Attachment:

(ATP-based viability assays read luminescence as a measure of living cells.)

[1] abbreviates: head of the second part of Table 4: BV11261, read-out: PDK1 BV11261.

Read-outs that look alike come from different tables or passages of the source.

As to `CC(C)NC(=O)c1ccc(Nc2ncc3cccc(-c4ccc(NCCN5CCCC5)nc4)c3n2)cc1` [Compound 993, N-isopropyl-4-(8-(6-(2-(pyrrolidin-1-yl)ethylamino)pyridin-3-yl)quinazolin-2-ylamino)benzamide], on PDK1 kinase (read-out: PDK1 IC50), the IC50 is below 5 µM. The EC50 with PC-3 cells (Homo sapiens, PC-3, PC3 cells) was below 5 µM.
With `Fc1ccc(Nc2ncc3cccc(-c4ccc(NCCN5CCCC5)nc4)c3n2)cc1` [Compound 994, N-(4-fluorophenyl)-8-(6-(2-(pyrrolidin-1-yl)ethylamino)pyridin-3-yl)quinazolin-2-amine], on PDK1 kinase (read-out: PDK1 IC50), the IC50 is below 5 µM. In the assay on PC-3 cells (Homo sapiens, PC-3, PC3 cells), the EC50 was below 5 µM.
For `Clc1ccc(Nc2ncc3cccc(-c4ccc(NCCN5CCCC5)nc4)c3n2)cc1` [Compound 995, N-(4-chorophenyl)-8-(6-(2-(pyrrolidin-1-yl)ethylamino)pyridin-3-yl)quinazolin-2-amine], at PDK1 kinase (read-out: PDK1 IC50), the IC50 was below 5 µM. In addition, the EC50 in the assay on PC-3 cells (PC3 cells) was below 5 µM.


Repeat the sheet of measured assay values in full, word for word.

(ATP-based viability assays read luminescence as a measure of living cells.)

[1] abbreviates: head of the second part of Table 4: BV11261, read-out: PDK1 BV11261.

Read-outs that look alike come from different tables or passages of the source.

As to `CC(C)NC(=O)c1ccc(Nc2ncc3cccc(-c4ccc(NCCN5CCCC5)nc4)c3n2)cc1` [Compound 993, N-isopropyl-4-(8-(6-(2-(pyrrolidin-1-yl)ethylamino)pyridin-3-yl)quinazolin-2-ylamino)benzamide], on PDK1 kinase (read-out: PDK1 IC50), the IC50 is below 5 µM. The EC50 with PC-3 cells (Homo sapiens, PC-3, PC3 cells) was below 5 µM.
With `Fc1ccc(Nc2ncc3cccc(-c4ccc(NCCN5CCCC5)nc4)c3n2)cc1` [Compound 994, N-(4-fluorophenyl)-8-(6-(2-(pyrrolidin-1-yl)ethylamino)pyridin-3-yl)quinazolin-2-amine], on PDK1 kinase (read-out: PDK1 IC50), the IC50 is below 5 µM. In the assay on PC-3 cells (Homo sapiens, PC-3, PC3 cells), the EC50 was below 5 µM.
For `Clc1ccc(Nc2ncc3cccc(-c4ccc(NCCN5CCCC5)nc4)c3n2)cc1` [Compound 995, N-(4-chorophenyl)-8-(6-(2-(pyrrolidin-1-yl)ethylamino)pyridin-3-yl)quinazolin-2-amine], at PDK1 kinase (read-out: PDK1 IC50), the IC50 was below 5 µM. In addition, the EC50 in the assay on PC-3 cells (PC3 cells) was below 5 µM.